Strand bias in supplementary alignments from Nanopore
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3 months ago

I have nanopore reads for Leishmania major aligned with minimap2. I observe an odd strand bias in the supplementary alignments in that segments aligning on forward strand are more represented than reverse aligning segments (7601 vs 6396 or 54% vs 46%). For the main alignments, there is no evidence at all for strand bias (63666 vs 63946). As a table:

63666  Main reverse           (samtools view -q 10 -F 2048 -f 16 -c)
63946  Main forward           (samtools view -q 10 -F 2048 -F 16 -c)
 6396  Supplementary reverse  (samtools view -q 10 -f 2048 -f 16 -c)
 7601  Supplementary forward  (samtools view -q 10 -f 2048 -F 16 -c)

Does anybody have an explanation for how this bias in the supplementary alignments could originate?

minimap2 nanopore strand • 479 views
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could be worth plotting where the reads are located on the genome, perhaps the coverage of the supplementary alignments, by strand. if there is some 'pileup of reads' then it could indicate a CNV or something that. the supplementary alignments are also what i like to call 'split alignments' so a long read could align through the same CNV region multiple times as multiple supplementary alignments

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Thanks- Yes, there is a telomeric region with 1336 supplementary alignments in forward and only 734 in reverse. So a massive bias. These 1336 and 734 alignments come from 100 and 71 distinct reads, respectively. So the same read is often wrapped on itself several times. However, the most represented read has "only" 48 supplementary alignments. So it's not just a handful of very long reads causing the bias by chance. I still don't see why there should be more alignments on forward as if forward aligning reads have better chances of being sequenced.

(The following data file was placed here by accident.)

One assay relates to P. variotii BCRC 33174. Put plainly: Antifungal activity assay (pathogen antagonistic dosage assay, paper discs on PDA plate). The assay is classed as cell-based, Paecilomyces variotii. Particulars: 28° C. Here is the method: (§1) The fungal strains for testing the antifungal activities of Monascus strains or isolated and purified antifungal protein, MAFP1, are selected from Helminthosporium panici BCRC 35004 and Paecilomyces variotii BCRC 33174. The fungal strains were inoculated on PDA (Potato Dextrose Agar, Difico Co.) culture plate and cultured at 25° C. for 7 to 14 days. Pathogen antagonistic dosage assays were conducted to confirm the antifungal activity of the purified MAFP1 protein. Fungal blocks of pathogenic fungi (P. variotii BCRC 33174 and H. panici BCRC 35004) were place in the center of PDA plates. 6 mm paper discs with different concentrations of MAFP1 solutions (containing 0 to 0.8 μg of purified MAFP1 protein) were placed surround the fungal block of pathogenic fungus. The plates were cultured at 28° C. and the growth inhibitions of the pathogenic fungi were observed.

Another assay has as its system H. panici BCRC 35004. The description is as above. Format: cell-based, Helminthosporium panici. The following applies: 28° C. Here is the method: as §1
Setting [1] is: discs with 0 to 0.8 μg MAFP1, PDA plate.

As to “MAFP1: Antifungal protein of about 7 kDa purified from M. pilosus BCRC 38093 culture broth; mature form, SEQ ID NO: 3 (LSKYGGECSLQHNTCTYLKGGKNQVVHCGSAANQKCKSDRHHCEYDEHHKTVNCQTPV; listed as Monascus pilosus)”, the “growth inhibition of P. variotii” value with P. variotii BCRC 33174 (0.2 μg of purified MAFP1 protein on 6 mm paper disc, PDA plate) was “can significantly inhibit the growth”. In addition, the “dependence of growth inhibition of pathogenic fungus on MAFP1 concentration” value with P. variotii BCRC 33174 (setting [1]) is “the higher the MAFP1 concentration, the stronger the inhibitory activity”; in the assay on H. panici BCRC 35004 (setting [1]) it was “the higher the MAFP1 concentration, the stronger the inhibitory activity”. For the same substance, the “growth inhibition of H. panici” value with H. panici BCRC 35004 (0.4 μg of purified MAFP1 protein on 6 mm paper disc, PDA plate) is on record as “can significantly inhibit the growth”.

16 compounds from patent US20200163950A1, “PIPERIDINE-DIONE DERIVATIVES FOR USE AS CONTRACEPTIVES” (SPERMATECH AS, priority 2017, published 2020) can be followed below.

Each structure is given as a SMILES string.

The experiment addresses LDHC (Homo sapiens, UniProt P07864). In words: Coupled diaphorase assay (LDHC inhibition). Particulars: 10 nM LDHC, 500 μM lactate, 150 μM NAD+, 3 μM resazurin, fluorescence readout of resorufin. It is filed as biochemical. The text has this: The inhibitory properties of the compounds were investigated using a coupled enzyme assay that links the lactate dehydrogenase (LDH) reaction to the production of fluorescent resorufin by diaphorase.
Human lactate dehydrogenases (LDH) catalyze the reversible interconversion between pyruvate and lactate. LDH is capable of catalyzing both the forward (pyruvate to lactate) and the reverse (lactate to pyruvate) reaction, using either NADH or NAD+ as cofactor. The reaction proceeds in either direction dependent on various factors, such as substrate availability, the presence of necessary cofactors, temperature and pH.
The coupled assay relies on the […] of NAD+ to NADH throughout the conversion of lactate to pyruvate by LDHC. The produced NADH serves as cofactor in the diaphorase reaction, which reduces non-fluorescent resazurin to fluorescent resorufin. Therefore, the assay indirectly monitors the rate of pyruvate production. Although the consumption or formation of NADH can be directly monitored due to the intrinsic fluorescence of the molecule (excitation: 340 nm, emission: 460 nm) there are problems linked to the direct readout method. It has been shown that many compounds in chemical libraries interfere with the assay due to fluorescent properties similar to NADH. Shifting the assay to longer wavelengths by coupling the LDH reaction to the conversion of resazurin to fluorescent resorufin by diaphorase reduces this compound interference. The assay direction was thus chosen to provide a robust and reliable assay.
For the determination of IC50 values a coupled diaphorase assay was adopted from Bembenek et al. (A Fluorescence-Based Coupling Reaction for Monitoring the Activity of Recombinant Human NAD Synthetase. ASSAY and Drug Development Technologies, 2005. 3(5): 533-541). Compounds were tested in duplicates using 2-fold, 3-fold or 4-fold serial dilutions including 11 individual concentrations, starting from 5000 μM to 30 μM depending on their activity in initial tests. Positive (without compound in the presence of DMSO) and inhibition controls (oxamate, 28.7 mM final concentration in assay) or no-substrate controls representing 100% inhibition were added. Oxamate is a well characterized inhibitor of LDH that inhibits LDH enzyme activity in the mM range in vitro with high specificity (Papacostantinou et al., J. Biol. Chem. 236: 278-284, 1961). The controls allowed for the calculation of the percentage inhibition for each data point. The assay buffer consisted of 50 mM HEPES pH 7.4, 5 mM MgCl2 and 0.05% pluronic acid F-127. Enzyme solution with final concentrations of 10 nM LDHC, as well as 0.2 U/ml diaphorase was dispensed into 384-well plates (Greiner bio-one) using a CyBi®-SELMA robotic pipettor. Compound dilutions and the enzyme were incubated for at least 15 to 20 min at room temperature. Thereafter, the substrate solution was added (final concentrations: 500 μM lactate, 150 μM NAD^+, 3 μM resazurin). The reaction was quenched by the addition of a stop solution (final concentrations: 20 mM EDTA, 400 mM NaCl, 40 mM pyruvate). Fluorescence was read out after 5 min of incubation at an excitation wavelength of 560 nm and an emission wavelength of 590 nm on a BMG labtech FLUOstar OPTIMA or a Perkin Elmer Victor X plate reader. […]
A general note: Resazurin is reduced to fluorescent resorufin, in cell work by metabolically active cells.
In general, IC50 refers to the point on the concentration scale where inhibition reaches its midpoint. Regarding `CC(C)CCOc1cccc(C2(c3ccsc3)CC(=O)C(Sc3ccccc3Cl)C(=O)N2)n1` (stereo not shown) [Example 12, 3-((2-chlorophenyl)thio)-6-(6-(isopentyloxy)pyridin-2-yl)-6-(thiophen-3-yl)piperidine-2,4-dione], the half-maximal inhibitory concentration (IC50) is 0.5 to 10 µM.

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yes I agree there is still a mystery that could be uncovered, but it might just be that one would not strictly expect there to be equivalent values. the fastq may be more or less randomly distributed, but once it goes through the aligner machinery, it could be that weird effects happen (i am not sure!)

my 'cnv split alignment' hypothesis above would only explain the case that, just by chance, a forward alignment could be split aligned a bunch of times, producing a bunch of forward reads but a reverse read in the same area could or even should do the same thing. not sure, but unmapped reads, or looking at large amounts of softclipping on reverse strand reads that don't have associated split alignments, could potentially reveal the 'missing reverse strand' data

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